Coding Class!
How do computers know what to do? Can we talk to them? With coding, humans have the ability to read and write in a machine language that tells a computer, app, or program what you want it to do. Let’s try some activities that will introduce us to the fundamentals of coding.

Today’s Activities

mt|live_tv|

Watch and write

Watch this video series about how computers work. Then, write about what you already knew and what you’ve learned.

b3lineicon|b3icon-computer-code||Computer Code

Code breaker

Use your code-breaking skills to solve these addition problems.

Have you ever wondered how the barcode numbers on things you buy are created? Try this trick to be able to figure out any barcode’s last number, simply using your math facts!

One type of math-code is coordinate graphing. Use your coordinate graphing skills to answer these questions. (The answer key is included so you can check your work.)

fas|fa-qrcode|

Explain

Visit this site to try out as many Hour of Code tutorials as you’d like!

Try this site to learn more about computers without needing a computer. Here’s one activity you might like, “…the Parity Magic trick. You can read up how to do it, and make up a set of cards (they just need to have each side with a different marking; for example, you could cut up a cereal box into squares, with one side plain and the other with markings on it), then make sure you practice it on your own. Once you’ve got good at putting down the cards and spotting the incorrect one, try it out on someone else. Not only is it an impressive trick, but you’ve delved into a fundamental idea that underlies all the data that’s stored and transmitted between computers.”

b3lineicon|b3icon-map-location||Map Location

Map it

Check out this infographic about coding from code.org’s website. Then, use your state-smarts to determine which states have created K-12 computer science standards and which have not. Find your state. Has it created K-12 computer science standards?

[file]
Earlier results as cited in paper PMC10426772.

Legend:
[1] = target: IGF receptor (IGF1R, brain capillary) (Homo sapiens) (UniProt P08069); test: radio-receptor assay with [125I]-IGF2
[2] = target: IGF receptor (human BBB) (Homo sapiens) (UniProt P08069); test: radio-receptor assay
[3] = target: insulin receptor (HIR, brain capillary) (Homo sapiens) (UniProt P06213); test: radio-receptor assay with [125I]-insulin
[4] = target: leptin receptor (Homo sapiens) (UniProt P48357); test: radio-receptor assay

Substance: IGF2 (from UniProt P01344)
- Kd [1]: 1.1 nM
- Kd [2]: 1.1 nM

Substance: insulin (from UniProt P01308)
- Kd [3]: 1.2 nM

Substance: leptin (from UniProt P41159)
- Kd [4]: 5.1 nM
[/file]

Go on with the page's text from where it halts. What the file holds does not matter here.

mt|insert_emoticon|

Dance!

“Loops” are repeated actions within a code. Did you know you use loops anytime you dance in a repeatable way? Watch this video on loops. Then, create your own dance using repeated actions or use the example in video and then build on it. Try to teach it to someone. Finally, try this super-fun dance (or any from GoNoodle.com) and, while you’re dancing along, see how many loops you can identify.

Did you do today’s activities?

Push the button below to let us know you’ve completed the activities below:

1+

Teaching Tips

fas|fa-universal-access|

Accessibility Feature

Turning on transcripts for YouTube Videos [PDF]

More 5th Grade Lessons

Additional lessons are available for this grade level by pressing “More Lessons” above, or selecting a lesson below:

Year in Review

Year in Review

Today's ActivitiesThe events you are living through today will be part of history tomorrow.  Stories people write about parts of their lives can be used by people in the future to learn about the past.  Learn more with this BrainPOP Jr. video. What will your future...

Fail Forward

Fail Forward

Today's ActivitiesDiscuss this picture with an adult at home.  What do you think it means?  Why do you think the illustrator chose an iceberg to represent success? Lookup any of the words under the water, labeled “What People Don’t See,” that you don’t know in a...

Field Day!

Field Day!

Today's ActivitiesWatch “Miss Nelson Has a Field Day” and fill out this story map to describe the plot elements.First, draw a large chalk 10 by 10 grid on the blacktop or sidewalk. Mark the numbers 1 through 10 along the top and down the left side. Get beanbags (or...